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Vegetable chips aren’t always healthy

Vegetable chips aren’t always healthy
June 29
10:13 2017

For most of us, a beet chip will always be better than a potato chip, but some experts say, the recent influx of so-called “healthy” vegetable chips is confusing many.

Desiree Nielsen, a Vancouver-based registered dietitian, says when we associate the words “vegetable” and “healthy,” this is nothing but a marketing ploy.

“If you deep fry anything, regardless of original nutrient content, it is no longer a healthy option,” she tells Global News. “You might get a few extra antioxidants, if they survived the high heat of frying, which is not guaranteed, but you are much better off eating the actual vegetable.”

In a study conducted by U.K.-based kitchen retailer Wren Kitchens and registered nutritionist Charlotte Stirling-Reed in June, the report found not all sugar-free and low-calorie foods were actually healthy.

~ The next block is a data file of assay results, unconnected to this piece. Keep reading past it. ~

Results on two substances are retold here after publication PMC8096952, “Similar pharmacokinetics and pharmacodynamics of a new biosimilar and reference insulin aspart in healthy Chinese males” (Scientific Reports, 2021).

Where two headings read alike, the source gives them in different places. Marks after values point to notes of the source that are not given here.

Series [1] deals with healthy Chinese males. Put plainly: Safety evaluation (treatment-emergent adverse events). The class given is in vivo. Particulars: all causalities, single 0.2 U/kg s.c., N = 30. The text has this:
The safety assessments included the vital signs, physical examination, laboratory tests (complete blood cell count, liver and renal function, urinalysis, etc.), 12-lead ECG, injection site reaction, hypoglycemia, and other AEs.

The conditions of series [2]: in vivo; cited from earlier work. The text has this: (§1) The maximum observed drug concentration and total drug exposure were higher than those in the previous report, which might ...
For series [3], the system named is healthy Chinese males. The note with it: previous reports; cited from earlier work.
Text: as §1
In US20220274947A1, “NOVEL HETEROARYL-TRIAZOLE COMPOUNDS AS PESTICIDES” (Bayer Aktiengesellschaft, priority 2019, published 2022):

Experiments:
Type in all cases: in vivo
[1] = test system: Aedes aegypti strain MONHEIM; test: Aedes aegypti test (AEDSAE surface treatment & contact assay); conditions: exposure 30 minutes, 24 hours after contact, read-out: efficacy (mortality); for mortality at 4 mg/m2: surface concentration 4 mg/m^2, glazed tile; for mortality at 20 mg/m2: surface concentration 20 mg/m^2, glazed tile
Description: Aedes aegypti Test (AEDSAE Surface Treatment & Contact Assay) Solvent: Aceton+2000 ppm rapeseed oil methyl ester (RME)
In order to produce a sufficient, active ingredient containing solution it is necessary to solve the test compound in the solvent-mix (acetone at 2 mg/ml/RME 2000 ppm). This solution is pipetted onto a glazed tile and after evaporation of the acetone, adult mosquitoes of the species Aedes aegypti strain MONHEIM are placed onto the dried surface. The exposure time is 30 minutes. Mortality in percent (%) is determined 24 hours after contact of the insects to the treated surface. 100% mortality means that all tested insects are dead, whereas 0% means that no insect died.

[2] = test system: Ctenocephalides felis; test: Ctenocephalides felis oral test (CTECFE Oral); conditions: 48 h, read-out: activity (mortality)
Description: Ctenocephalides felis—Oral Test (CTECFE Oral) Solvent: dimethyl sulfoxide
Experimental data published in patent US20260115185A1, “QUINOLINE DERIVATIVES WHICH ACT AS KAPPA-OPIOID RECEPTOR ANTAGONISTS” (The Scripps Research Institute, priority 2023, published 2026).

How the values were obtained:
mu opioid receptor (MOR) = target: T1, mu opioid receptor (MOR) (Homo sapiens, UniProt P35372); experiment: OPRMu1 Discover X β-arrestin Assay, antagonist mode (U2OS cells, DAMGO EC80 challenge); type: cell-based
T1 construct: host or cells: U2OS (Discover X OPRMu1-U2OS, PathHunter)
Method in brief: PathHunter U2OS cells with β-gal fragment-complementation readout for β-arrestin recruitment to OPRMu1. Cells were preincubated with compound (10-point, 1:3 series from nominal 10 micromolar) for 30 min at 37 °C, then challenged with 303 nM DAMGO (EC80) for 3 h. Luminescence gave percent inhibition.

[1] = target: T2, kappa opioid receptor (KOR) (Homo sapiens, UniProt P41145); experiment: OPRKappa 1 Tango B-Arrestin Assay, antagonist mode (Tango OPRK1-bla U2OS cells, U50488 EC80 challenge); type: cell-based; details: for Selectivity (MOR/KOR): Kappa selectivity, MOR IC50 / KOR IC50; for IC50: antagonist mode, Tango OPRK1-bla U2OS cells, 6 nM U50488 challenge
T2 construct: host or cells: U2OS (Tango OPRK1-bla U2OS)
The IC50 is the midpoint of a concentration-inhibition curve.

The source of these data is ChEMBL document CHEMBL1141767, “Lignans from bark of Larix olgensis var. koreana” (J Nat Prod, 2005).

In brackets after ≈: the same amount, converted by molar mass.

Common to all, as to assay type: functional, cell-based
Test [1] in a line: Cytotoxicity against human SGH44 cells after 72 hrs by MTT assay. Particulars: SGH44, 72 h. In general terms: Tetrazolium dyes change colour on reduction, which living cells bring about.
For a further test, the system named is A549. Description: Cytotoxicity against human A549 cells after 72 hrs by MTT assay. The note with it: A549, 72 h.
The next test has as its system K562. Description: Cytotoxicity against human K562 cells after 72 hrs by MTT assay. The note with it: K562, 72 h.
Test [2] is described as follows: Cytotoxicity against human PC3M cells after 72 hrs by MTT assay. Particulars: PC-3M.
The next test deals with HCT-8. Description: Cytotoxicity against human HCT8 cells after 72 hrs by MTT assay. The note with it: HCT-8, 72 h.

Looking at things like sugar-free and low-calorie beverages, kids’ fruit roll-ups, and vegetable chips, the report found some brands of veggie chips had more fat than regular potato chips and even a chocolate bar, HuffPost U.K. reports.

According to the report, a 40-gram serving of Tyrrells English Crisps had more fat (14.3 grams) than plain Pringles and a Mars Bar.

Treating chips as snacks

Abbey Sharp, a Toronto dietitian and food blogger, says the problem isn’t eating vegetable chips, it’s treating them like a healthy snack.

“By comparing their nutrition facts, yes, some veggie chip brands are lower in calories, fat, and salt, but when they’re not consumed in moderation, you could be taking in a lot of excess calories,” she tells Global News. ” I always suggest you never eat straight from the bag, but rather, pour yourself a mindful portion and enjoy each bite.”

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